What are vitamins and minerals?
Vitamins and minerals are essential nutrients that your body needs to work properly. Most of us get the vitamins and minerals we need by eating a healthy balanced diet. Sometimes, however, people need to supplement their diet with added vitamins and minerals as it's not as easy as you may think to get all you need from your food!
Vitamins are divided into two groups: fat-soluble and water-soluble.
- Fat-soluble vitamins
Vitamins A, D, E, and K are fat-soluble vitamins. Fat-soluble vitamins are found in animal products and foods that contain fat - like milk, butter, vegetable oils, eggs and oily fish. Rather than being easily absorbed into the bloodstream like most water-soluble vitamins, fat-soluble vitamins enter your bloodstream via your intestinal wall.
What they do:
These vitamins help keep your eyes, skin, lungs, gastrointestinal tract, and nervous system on point. There are, of course, a number of other roles vitamins play:
- Build bones: Bone formation would be impossible without vitamins A, D, and K.
- Protect vision: Vitamin A helps keep cells healthy and protects your vision.
- Interact favourably: Without vitamin E, your body would have difficulty absorbing and storing vitamin A.
- Protect the body: Vitamin E also acts as an antioxidant (a compound that helps protect the body against damage from free radicals which damage your cells).
- Water-soluble vitamins
Water-soluble vitamins include vitamin C and the B vitamins and are contained in foods like fruit, vegetables, milk, dairy and grains. They are absorbed directly into the bloodstream as food is broken down during digestion or as a supplement dissolves.
Many of the water-soluble vitamins circulate easily in your body. Your kidneys continuously regulate levels of water-soluble vitamins, which means that excess amounts leave the body through your pee.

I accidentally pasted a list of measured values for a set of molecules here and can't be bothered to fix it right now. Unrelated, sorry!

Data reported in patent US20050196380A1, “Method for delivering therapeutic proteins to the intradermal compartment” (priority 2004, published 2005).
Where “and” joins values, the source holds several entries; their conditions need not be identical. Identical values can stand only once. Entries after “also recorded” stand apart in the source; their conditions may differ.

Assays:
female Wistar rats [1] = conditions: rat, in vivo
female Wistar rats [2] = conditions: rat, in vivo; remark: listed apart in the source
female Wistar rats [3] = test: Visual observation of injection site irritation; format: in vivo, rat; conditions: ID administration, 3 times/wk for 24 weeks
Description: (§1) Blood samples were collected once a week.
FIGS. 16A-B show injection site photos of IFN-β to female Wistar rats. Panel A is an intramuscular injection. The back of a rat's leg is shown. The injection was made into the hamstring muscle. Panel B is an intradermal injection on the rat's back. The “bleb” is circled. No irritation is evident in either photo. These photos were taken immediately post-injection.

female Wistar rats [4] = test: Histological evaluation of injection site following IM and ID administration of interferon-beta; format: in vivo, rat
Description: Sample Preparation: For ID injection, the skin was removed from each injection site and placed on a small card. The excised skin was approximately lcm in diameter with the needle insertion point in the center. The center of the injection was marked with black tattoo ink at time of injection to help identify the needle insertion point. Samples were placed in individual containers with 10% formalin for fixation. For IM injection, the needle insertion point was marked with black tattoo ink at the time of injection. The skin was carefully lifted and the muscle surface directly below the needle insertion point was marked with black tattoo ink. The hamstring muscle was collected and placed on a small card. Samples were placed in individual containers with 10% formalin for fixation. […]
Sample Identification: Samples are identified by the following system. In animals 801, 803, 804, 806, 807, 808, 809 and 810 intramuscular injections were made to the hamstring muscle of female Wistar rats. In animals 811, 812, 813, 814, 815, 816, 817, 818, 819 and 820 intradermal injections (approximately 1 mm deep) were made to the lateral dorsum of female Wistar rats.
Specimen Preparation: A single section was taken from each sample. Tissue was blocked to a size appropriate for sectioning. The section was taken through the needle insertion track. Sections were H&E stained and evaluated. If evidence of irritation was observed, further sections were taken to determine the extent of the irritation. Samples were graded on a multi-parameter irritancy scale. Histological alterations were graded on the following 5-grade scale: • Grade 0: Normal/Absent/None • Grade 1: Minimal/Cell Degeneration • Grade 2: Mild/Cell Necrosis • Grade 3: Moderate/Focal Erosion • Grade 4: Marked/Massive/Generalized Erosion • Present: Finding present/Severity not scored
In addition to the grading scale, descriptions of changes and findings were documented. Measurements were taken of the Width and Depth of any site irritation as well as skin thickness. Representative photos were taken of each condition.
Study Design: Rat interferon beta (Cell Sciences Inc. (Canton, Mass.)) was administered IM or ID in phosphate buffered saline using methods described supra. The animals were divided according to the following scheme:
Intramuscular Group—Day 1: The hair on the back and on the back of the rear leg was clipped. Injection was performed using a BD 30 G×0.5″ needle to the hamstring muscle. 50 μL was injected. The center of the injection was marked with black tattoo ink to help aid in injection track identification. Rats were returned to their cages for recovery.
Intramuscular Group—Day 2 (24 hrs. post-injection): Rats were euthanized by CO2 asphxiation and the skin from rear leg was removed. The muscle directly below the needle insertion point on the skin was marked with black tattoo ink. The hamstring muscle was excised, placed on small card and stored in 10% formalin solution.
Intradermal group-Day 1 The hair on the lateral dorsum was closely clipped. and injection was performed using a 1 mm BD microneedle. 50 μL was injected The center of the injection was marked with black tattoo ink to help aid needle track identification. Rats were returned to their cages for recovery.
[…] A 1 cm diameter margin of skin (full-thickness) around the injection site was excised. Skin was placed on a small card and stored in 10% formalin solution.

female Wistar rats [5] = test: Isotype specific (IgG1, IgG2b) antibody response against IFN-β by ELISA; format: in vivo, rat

What they do:
Although water-soluble vitamins have many tasks in the body, one of the most important is helping to free the energy found in the food you eat. Others help keep tissues healthy. Here are some examples of how different vitamins help you maintain health:
- Release energy: Several B vitamins are key components of certain coenzymes (molecules that aid enzymes) that help release energy from food.
- Produce energy: Thiamin, riboflavin, niacin, pantothenic acid, and biotin engage in energy production.
- Build proteins and cells: Vitamins B6, B12, and folic acid metabolize amino acids (the building blocks of proteins) and help cells multiply.
- Make collagen: One of many roles played by vitamin C is to help make collagen, which knits together wounds, supports blood vessel walls, and forms a base for teeth and bones.
We’ve divided these into “major” and “trace” minerals. Major minerals minerals are no more important to your health than the trace minerals; they’re just present in your body in greater amounts.